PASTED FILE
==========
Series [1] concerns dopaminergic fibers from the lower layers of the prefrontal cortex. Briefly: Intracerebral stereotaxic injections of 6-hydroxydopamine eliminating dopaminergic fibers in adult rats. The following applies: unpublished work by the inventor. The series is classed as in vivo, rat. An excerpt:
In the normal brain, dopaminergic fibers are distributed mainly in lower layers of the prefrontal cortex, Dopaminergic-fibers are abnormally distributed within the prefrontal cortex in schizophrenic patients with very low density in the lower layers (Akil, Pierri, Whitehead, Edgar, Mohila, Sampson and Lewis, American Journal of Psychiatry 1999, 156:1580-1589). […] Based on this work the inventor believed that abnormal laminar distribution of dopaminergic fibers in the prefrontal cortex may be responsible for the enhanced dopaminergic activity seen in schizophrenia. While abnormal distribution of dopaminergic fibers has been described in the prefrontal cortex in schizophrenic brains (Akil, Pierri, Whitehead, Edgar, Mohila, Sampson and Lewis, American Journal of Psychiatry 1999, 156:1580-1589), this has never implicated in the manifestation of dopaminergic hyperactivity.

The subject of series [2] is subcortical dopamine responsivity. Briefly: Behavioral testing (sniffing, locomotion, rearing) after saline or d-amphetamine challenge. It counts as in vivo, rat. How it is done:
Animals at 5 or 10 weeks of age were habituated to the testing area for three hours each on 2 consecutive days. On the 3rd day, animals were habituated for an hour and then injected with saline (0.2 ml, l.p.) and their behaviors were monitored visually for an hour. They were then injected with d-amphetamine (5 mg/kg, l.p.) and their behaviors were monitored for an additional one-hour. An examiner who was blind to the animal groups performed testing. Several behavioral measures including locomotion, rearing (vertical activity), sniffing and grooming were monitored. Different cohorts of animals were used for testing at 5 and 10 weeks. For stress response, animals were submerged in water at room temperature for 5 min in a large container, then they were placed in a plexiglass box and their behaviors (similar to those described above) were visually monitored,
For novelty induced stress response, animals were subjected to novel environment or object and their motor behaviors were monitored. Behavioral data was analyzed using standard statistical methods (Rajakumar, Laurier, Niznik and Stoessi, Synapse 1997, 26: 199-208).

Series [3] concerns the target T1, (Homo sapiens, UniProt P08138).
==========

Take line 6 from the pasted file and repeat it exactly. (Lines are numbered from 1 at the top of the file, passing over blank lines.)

Series [3] concerns the target T1, (Homo sapiens, UniProt P08138).